On our trip, I bought a hat with this design.  The Zia is on the New Mexico State flag and on the NM license plates, which I believe are the only US plates that actually have USA printed on them.  The Zia Indians of New Mexico regard the Sun as a sacred symbol. Their symbol, a red circle with groups of rays pointing in four directions, is painted on ceremonial vases, drawn on the ground around campfires, and used to introduce newborns to the Sun. Four is the sacred number of the Zia and can be found repeated in the four points radiating from the circle. The number four is embodied in:

* the four points of the compass (north, south, east, and west);

* the four seasons of the year (spring, summer, autumn and winter);

* the four periods of each day (morning, noon, evening and night);

* the four seasons of life (childhood, youth, middle years and old age); and

* the four sacred obligations one must develop (a strong body, a clear mind, a pure spirit, and a devotion to the welfare of others).  



Meditate on the life and teachings of Jesus.

Remember the nonviolent movement seeks justice and reconciliation -- not victory.

Walk and talk in the manner of love; for God is love.

Pray daily to be used by God that all men and women might be free.

Sacrifice personal wishes that all might be free.

Observe with friends and foes the ordinary rules of courtesy.

Perform regular service for others and the world.

Refrain from violence of fist, tongue, and heart.

Strive to be in good spiritual and bodily health.

Sunday, October 17, 2010


Nuestra familia vivió en Nuevo México desde 1974 hasta 1980.  Nuestro segundo hijo y nuestra hija nació en Los Álamos.  Disfrutamos volver al norte de Nuevo México para visitar el campo, los pueblos y nuestros amigos.  Aquí hay algunas fotos de nuestra visita en octubre.

We took the "long way" to Taos.  After a nice breakfast buffet in Castle Rock, we headed south on I-25 to Colorado Springs and then west on US 24 toward Buena Vista.  There was a bridge out near Florissant, and the detour to the south was quite lovely.  After getting back on US 24 west, we soon headed south on US 285 through Poncha Springs, and then south of Villa Grove, we took CO 17 [the Gunbarrel Highway - straight as an arrow] into Alamosa.  There, CO 17 rejoins US 285 and continues south into New Mexico.  At Tres Piedras, US 64 heads east, crosses the Rio Grande Gorge, passes the funky Earthship community, and joins NM 522 south into Taos.  We quickly found the Dream Catcher Bed and Breakfast which is about a 10 minute walk to the plaza, but it is very much a quiet, country-type of place.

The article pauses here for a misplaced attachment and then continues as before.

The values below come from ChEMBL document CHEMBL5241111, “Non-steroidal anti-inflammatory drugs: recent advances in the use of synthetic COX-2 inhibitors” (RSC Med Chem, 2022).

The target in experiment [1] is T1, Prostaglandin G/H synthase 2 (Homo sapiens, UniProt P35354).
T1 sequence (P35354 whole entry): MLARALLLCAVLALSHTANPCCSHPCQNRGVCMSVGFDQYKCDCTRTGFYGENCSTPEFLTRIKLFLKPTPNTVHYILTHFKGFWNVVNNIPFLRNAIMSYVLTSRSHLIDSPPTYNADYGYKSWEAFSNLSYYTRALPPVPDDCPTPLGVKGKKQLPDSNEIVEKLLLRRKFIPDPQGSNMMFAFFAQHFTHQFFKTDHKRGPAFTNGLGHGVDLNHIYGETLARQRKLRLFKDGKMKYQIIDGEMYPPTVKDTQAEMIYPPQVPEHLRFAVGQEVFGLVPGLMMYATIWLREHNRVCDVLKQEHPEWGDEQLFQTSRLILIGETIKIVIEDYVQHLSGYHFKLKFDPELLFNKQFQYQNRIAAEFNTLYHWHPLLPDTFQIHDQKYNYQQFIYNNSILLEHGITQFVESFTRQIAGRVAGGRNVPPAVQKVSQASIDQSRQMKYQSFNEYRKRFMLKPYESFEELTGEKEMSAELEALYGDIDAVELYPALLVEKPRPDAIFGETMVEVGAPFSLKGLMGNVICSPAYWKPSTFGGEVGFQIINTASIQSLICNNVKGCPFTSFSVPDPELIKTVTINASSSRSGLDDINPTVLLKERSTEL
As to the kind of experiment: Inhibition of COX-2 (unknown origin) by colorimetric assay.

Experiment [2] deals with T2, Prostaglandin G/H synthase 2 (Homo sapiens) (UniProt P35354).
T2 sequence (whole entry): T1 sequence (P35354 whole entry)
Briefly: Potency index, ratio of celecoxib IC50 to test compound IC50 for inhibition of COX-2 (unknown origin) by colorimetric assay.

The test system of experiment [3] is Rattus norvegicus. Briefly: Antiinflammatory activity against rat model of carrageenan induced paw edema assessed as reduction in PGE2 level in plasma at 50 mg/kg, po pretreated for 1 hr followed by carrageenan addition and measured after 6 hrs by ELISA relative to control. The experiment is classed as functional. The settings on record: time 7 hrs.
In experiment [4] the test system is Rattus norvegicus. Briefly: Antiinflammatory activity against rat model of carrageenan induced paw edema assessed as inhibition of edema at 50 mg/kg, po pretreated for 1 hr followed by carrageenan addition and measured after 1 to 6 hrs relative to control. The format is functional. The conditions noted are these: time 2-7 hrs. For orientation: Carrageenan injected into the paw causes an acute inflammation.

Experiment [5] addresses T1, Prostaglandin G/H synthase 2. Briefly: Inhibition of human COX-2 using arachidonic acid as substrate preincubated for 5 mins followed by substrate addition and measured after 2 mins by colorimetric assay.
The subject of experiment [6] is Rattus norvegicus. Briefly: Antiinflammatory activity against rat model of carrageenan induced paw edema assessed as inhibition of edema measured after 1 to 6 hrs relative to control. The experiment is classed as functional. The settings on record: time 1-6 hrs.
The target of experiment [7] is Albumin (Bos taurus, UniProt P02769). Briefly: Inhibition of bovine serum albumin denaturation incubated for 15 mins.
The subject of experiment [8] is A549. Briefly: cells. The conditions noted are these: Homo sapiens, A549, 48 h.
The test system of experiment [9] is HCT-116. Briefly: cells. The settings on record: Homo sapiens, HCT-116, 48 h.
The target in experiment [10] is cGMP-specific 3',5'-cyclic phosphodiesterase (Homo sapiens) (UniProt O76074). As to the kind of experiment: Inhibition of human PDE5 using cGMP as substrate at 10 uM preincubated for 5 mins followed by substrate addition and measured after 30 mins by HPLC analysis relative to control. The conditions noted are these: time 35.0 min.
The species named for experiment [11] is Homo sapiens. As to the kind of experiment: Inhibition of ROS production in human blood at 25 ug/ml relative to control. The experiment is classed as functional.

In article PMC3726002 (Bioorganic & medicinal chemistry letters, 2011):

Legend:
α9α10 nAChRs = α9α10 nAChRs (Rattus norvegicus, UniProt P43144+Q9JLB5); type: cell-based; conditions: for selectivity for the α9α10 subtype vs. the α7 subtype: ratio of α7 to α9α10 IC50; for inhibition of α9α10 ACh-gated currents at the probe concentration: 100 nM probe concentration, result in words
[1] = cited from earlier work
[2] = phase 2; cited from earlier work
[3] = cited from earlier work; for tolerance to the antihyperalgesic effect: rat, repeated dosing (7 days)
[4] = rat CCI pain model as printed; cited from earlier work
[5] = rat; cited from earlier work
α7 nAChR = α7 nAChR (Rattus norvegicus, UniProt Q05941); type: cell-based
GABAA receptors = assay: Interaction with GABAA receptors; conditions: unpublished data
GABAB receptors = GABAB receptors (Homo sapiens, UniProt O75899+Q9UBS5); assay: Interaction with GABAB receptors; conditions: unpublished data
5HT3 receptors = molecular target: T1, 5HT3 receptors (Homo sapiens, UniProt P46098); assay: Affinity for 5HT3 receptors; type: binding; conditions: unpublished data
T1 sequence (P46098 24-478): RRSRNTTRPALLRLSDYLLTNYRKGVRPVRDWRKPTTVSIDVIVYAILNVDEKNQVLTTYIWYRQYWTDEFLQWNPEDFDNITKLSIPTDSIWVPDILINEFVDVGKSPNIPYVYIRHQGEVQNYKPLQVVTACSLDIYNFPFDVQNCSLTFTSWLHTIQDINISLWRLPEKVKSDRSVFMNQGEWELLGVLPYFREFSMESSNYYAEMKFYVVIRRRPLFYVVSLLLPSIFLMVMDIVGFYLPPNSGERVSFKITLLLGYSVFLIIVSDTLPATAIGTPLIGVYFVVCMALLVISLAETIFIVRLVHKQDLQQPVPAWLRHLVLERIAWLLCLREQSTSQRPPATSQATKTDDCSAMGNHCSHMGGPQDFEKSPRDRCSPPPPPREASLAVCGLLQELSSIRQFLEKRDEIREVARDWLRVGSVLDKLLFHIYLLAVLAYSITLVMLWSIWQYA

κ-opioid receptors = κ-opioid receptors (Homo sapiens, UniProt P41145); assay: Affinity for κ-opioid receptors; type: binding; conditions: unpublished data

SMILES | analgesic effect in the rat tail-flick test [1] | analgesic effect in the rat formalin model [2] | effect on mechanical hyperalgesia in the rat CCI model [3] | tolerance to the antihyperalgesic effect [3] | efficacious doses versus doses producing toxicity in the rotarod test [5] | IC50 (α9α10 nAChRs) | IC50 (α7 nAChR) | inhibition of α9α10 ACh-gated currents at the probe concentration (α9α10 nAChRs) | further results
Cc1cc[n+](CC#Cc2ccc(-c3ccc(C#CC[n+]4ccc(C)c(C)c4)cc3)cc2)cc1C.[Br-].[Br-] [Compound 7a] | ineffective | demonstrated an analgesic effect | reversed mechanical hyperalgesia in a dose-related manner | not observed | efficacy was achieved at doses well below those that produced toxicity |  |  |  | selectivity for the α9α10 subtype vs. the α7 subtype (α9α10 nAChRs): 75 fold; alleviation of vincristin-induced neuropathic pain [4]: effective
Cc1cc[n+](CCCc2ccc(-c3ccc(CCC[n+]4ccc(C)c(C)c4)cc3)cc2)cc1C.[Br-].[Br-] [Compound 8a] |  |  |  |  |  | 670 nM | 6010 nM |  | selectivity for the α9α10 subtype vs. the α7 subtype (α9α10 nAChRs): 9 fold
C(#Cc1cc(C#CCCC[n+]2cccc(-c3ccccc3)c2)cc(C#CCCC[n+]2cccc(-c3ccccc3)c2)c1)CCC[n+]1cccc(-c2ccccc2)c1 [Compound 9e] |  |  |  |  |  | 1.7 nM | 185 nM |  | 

Rhonda and Jake

It seems like most everywhere we go, Rhonda finds a canine friend!  Some of you may remember Rhonda and Chueco in Argentina  [see the blog about Estancia Los Patos on September 5, 2006].  Jake is an excellent B&B dog, greeting new guests, hanging out on the patio, hopping onto laps if invited, and appearing to be depressed when folks departed.

Jake the Cavachon - a Bichon/King Charles Cavalier Spaniel

On Sunday evening, we headed to the Adobe Bar - we heard there would be live music, and on arrival, we got quite lucky and found a good table.  We sampled some of the appetizers, and when we asked about the evening's music, our waitress said that it is hard to describe, but that we would enjoy it.  And indeed we did - the group was the Taos Gospel Choir.  This youtube video is not recent, but it gives a taste of the style - lots of swinging a capella, and now and then, a bit of keyboard and electric guitar.  The director/keyboardist is the only professional in the group; everyone else sings for the joy.